There was provision in the Trust Deed for the appointment of a protector. The advice explained that the protector's role was to oversee the actions of the trustees and provide them with an insight and understanding into the wishes of the settlor and, in some cases, the beneficiaries, and noted the protector's power to appoint and remove trustees and the requirement for protector consent to distribute trust capital. In each case, the appointed protector was one of the directors of the company.

There were, broadly, no contractual or discretionary bonus arrangements for employees in place for any of the companies. However, it was accepted that the EBT arrangements were intended to motivate and reward the employees concerned (though in the case of one company, it was also clear that the EBT arrangement was intended to provide funding for a rights issue that subsequently took place).

In the case of one of the other companies, one participant made partial repayments of loan; however, the Tribunal considered that the individual concerned clearly expected to be able to, and did, draw these funds out by further loans, when he wished. At the same time, it was understood that the Trustee would have legal control over the trust funds, and could require repayment of loans. The overall conclusion from the evidence in the case of this second company was that the EBT was set up to distribute the bulk of the receipts from a successful project in a tax efficient manner, as a reward to employees concerned for their contributions to the business.

In the case of the third company, again evidence was accepted that the assets would be under the control of the Trustee and that they had discretion.

The Tribunal further found, in relation to all three companies:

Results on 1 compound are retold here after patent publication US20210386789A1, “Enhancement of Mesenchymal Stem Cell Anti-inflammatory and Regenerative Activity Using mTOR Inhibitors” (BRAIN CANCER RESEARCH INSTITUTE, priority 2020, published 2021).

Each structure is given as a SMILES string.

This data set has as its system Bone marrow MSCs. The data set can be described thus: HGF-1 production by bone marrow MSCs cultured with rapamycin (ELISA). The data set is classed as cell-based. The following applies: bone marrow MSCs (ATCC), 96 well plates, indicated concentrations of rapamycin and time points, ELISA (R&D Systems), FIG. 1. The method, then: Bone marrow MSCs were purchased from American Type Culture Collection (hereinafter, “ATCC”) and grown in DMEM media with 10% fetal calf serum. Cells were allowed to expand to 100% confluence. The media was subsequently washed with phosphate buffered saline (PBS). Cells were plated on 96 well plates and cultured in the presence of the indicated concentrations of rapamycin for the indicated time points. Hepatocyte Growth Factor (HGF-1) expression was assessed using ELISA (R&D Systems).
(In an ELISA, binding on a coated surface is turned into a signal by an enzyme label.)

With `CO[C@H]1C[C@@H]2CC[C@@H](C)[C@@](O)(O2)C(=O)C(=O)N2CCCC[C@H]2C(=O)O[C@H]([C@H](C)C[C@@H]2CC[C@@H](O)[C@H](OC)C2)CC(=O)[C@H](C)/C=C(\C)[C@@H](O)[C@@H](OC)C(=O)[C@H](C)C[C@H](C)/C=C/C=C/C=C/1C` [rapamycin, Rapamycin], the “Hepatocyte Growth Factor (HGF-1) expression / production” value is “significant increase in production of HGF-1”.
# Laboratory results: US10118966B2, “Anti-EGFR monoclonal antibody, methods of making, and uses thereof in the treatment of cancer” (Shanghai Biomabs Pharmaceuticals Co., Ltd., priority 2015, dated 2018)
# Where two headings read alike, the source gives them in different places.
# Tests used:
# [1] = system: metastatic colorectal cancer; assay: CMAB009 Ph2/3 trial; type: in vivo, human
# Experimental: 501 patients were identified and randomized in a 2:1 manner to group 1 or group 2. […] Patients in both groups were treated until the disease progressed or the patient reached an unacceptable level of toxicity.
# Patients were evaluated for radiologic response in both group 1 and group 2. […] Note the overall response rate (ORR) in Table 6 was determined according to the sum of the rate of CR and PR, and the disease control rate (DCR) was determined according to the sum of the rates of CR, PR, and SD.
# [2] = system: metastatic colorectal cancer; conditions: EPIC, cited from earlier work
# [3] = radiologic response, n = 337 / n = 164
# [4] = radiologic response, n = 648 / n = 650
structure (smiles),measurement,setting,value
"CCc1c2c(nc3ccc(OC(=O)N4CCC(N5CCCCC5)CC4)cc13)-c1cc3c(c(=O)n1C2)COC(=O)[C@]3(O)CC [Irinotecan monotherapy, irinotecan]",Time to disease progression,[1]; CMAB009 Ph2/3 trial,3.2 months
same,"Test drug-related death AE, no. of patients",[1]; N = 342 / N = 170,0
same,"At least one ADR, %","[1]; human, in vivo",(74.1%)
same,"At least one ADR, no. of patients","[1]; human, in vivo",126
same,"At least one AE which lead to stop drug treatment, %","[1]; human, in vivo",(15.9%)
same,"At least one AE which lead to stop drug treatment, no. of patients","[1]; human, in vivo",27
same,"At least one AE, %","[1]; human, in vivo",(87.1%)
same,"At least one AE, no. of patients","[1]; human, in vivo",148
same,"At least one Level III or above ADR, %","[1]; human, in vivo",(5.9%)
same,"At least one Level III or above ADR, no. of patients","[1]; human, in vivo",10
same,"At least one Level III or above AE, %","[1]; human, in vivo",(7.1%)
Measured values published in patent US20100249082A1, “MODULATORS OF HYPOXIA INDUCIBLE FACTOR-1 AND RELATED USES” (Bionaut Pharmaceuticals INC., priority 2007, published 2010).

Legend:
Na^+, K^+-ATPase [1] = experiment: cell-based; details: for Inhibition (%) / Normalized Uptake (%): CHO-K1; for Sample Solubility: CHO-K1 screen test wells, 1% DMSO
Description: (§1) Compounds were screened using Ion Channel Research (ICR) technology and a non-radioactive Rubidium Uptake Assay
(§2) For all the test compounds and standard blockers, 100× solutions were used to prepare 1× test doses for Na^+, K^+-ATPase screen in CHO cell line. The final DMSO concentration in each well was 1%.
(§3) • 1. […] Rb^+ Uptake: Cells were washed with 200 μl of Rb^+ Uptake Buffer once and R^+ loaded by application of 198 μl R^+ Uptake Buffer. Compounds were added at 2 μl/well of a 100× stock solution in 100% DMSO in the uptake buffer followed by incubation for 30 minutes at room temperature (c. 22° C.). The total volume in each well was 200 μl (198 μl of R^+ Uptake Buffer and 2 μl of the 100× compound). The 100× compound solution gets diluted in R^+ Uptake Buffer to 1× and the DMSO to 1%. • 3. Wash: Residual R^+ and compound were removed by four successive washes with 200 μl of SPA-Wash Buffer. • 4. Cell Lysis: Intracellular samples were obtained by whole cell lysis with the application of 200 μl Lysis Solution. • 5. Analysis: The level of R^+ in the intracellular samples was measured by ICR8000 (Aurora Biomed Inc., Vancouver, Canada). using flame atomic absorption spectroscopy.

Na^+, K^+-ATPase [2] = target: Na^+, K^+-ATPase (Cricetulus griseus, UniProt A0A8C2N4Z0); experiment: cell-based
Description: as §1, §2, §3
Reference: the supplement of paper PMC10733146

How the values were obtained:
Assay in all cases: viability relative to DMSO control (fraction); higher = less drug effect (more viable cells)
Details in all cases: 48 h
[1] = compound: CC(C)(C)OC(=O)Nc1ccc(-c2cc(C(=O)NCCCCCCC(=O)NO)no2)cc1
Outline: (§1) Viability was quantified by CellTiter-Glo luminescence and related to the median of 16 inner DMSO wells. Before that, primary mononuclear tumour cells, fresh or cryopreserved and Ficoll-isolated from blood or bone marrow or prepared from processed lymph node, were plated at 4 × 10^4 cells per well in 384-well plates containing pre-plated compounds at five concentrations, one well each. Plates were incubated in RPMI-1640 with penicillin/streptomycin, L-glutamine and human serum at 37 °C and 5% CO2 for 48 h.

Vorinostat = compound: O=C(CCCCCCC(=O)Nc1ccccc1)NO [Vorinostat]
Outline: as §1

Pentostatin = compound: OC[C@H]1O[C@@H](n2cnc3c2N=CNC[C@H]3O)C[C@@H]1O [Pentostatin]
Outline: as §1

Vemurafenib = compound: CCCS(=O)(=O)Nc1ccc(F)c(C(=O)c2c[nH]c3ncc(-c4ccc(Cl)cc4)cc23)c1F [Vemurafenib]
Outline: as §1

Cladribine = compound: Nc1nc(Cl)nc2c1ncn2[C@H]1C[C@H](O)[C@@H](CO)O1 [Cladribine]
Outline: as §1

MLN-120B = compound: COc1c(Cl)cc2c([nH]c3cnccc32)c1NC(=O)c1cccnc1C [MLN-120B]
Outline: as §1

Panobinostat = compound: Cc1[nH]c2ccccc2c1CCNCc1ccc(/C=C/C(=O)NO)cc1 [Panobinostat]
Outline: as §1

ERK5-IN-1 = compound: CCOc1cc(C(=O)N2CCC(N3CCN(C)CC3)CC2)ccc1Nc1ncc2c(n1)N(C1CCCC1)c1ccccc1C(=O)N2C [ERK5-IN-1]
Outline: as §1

• None of the employees had any contractual entitlement to any of the amounts contributed to the EBTs. Although the amounts to be allocated to each employee were clearly determined in advance of the contributions to the sub-funds this determination did not give rise to any contractual entitlement;
  • All the amounts paid into the sub-funds were derived from the employment of the individuals concerned. More specifically the arrangements were intended to motivate and reward the employees concerned, or reward their contributions to the business;
  • The Trustee had full discretion as a matter of law, and that loans made could be required to be repaid. There was however a clear expectation that loans would be available to the employees as and when requested (with no security being required), and that the Trustee would be amenable to other suggestions, for example (and within reason) in relation to the choice of bank account. There was also no expectation that the loans would be called in during the life of the employee in the absence of something unexpected.

In connection with the accounting treatment (relevant to corporation tax deductibility), the consensus recorded in UITF32 was that where an entity transfers funds to an intermediary (here an EBT) there is a rebuttable presumption that the entity has exchanged one asset for another asset in accounting terms, in the sense that it will obtain future economic benefits and has control of the rights or other access to those benefits. Where this presumption applies no immediate expense arises. In order to rebut the presumption it was necessary to demonstrate that future economic benefits will not be obtained or that there is no control, for example because the asset vests unconditionally in identified beneficiaries. The Tribunal said the expert accounting evidence considered that the “constructive obligation” to reward employees, which arose at the relevant board meetings, was settled by the EBT asset ceasing to be recognised by the company; this was consistent, the Tribunal thought, with the view that the substance of the profit and loss charge was precisely that reward to employees.